Later this week, at the International Broadcasting Conference (IBC) 2008 in Amsterdam, Microsoft will demonstrate a new capability for Silverlight - playback of H.264-based video.
At IBC 2008 Microsoft be demonstrating a technology preview of H.264 video and Advanced Audio Coding (AAC) audio playback support in Silverlight, and H.264 authoring using Microsoft Expression Encoder and Windows Server 2008 for delivery. Until now, Silverlight has supported the SMPTE VC-1 and Windows Media formats, as well as MP3 for audio.
H.264 and AAC support will be available in a future version of Silverlight.
Historically, people have associated Microsoft with VC-1. However, the company has also been an active participant in the standardization of H.264/MPEG AVC for many years, and has included H.264 support in several Microsoft products.
According to Scott Guthrie, corporate vice president of Microsoft?s Developer Division and the head of the Silverlight design team, Silverlight is not moving away from Windows Media. "This is about offering our customers more choice," he said.
Silverlight adoption by media, broadcasting and content companies has continued to grow significantly in European markets, according to Microsoft. Examples include live and video-on-demand (VOD) offerings from France Television, ITV, L?Equipe TV, MSN UK, NRK, RAI, RTL, SBS, Setanta and TF1.
French VOD platform TF1 VISION will soon launch its new Silverlight-based service, which will offer new levels of interactivity to users on both Windows and Mac browsers. Utilizing a new feature called Deep Zoom, users will navigate, search and discover media from TF1 VISION?s library through a multi-dimensional visual interface and will then view the selected video through the TF1 VISION interactive Silverlight player.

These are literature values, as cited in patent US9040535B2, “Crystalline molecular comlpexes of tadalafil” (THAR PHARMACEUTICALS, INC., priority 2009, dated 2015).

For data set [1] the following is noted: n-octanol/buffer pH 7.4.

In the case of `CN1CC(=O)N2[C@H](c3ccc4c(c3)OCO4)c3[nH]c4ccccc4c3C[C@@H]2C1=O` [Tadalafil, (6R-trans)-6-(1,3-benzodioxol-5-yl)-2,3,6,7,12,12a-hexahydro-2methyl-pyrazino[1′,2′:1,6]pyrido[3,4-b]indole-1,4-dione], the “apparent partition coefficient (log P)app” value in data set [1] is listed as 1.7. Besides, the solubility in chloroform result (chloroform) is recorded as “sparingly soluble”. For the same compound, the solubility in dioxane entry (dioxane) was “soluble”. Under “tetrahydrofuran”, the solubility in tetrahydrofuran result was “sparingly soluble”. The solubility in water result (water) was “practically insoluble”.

In August, Microsoft also took an equity stake in Move Networks, a HTTP-based video delivery company. Move has developed an adaptive streaming technology that adjusts image quality to fit available bandwidth on each viewer?s Internet connection, creating a high-quality Internet television viewing experience.
"The combination of Microsoft and Move Networks? technologies allows users to experience high-quality, skip-free Internet television programming and allows media companies to insert branding, navigation, advertising and other rich interactive elements in and around their Internet television video streams," said Guthrie.
One of the key advantages of Silverlight 2, which will ship later this fall, is that it includes a cross-browser, cross-platform version of the Microsoft .NET Framework, specifically optimized for rich Internet applications (RIAs).
"That means you can build Silverlight applications using .NET languages, so the large talent pool of more than 4 million .NET developers worldwide can now create RIAs using their existing skills and tools, reducing time to market and raising quality for our customers," Guthrie added.
Silverlight 2 also includes built-in controls and skinning capabilities, giving developers a foundation for building applications.